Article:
Thursday, September 13, 2007

Never noticed... and it was right there!

Garamond f-i ligature
(from Wikipedia)
It's amazing... little things. I've been writing my thesis for the last few months using the wonderful typesetting language LaTeX. It does a great job of putting graphs and figures in the right places, producing beautiful equations and numbering them correctly, and providing accurate and well-formatted cross-references and endnotes.

It also does great typesetting. Little things that I've never noticed before--not until coming across this page completely randomly.

I got to learn about something completely new to me: ligatures.

Ok... It's not that I've never heard of them before. But I've never really put much thought into what they are, where they come from, and how pervasive (it seems) they are in my life.

So I opened up the PDF of this gargantuan document that I've been working on all summer. Lo and behold, there they are... All over the place! I zoomed in on the text and stared wide-eyed, like a child, at these little compound characters that had completely flown under my radar until now.

The really fascinating part is how things like this develop. Language--spoken and textual--grow and mutate over time. For different reasons things change. Sometimes the reasons are political or religious (in this case, dropping characters from an "out of vogue" pagan tradition or two) . Sometimes, it's just to make life easier (like developing compact characters so that scribes can transcribe more efficiently).

The cultural impact of evolving languages is an interesting one. I grew up in Quebec, where language has always been an issue--the mainstay of a culture that feels marginalized. The internet and SMS brings a whole new transformation of language (bastardization to some, innovation to others), and until today I wasn't sure how I felt about it all.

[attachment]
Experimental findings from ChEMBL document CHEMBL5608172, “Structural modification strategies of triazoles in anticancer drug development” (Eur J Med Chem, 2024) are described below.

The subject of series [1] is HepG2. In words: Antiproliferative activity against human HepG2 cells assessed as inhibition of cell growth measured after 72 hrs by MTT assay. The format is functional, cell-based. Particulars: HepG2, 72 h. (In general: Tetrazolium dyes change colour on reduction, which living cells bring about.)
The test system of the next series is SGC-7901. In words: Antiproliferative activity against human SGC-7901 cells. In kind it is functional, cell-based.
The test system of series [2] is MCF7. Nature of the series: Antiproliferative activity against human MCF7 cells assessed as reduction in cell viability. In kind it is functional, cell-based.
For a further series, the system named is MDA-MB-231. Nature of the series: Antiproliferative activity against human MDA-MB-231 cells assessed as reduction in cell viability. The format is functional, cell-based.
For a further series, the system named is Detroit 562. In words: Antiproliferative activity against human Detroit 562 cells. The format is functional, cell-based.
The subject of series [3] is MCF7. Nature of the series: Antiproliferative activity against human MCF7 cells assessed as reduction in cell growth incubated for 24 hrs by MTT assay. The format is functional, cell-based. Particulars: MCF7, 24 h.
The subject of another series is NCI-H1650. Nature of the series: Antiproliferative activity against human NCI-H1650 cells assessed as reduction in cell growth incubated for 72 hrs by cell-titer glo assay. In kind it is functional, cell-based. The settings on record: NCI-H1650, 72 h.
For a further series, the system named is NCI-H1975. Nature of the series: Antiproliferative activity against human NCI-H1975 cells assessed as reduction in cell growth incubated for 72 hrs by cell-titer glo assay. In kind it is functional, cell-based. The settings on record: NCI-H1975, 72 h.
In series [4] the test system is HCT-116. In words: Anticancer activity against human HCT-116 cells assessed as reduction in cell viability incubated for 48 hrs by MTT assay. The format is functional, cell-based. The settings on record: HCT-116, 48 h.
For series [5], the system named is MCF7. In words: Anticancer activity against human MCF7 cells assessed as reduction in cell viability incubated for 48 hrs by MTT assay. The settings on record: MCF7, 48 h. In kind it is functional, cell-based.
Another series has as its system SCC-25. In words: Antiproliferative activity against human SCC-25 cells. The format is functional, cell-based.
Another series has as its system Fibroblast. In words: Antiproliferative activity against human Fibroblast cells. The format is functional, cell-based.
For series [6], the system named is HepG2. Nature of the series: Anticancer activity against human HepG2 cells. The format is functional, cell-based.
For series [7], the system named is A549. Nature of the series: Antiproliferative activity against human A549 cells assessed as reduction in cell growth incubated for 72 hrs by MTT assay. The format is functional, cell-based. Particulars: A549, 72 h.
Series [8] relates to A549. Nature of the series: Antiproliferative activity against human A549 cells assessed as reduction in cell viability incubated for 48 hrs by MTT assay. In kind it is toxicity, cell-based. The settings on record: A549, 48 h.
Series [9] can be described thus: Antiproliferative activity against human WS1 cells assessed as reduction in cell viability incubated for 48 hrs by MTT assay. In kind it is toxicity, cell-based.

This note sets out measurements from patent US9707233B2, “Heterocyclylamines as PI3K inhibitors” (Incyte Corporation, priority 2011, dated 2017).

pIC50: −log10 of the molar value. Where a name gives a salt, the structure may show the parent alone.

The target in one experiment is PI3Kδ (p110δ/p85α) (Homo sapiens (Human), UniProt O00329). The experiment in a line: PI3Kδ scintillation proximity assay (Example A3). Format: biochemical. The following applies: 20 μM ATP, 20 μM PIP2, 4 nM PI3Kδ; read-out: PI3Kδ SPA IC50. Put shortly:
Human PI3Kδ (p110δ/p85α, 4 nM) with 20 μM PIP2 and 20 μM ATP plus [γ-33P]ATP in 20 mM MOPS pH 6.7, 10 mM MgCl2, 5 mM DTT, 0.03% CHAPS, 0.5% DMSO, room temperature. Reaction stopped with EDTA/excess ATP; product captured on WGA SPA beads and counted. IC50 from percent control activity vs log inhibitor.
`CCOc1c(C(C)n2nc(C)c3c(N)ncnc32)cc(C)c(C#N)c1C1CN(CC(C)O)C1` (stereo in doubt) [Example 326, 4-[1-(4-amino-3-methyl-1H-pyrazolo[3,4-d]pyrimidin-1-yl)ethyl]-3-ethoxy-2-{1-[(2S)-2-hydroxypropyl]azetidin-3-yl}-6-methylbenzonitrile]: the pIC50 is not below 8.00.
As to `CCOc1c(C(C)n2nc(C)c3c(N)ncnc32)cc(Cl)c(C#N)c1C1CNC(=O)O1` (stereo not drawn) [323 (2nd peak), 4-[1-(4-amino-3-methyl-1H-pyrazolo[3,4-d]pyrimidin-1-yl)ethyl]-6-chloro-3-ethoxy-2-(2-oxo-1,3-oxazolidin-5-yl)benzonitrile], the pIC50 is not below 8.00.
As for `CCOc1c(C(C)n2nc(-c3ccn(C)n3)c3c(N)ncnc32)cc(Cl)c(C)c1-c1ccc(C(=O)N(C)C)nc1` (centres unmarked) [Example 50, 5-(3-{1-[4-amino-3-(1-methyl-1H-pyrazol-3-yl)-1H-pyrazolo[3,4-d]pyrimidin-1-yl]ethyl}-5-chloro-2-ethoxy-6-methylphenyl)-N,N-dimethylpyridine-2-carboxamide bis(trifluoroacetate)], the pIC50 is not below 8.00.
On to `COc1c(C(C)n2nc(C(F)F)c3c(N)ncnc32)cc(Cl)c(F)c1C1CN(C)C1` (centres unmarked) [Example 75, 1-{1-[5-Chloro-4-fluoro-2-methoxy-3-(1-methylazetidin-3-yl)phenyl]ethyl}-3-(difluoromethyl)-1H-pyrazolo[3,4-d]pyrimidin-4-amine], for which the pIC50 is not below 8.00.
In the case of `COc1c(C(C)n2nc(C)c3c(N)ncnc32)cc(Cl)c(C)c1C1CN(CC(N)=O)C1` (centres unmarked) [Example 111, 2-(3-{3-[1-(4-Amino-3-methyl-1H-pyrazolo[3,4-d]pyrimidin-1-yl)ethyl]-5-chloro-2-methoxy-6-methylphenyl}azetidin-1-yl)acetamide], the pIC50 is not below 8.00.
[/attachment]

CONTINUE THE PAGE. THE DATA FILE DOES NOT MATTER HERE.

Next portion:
But now, the way I see it, it all fits into a grander societal and cultural growth. The kids of today--tapping away on cell phones and in online chat rooms--just took the same license as monks in the middle ages. No longer a stylization to simplify the reproduction of illuminated text, this new economy of typographic language means an immediacy to communication that is less accessible when you're worried about every punctuation mark and extra syllable. The dynamism and information content isn't lost, and the only downside is potential miscommunication as the norms of the new language structure develop. (But that's nothing new. Just look at some of the ligatures on that Wikipedia page. There are a couple of those that, if I saw them in a text, I wouldn't know what they meant. For example, the "ss" ligature looks like a "beta" to me, the science geek.)

I sense a parallelism here deserving of inquiry: A critical view of l33t speak as a modern-day echo of the middle-ages development of accepted typographic ligatures. Could be interesting.

And I wonder: What is the link between modern SMS texting and the shortcuts we take to write text messages quickly (and with as few characters as possible) and, say, the acceptable shorthand of scripting ligatures that allowed a monk to reproduce a ready-to-distribute manuscript just that little bit faster?

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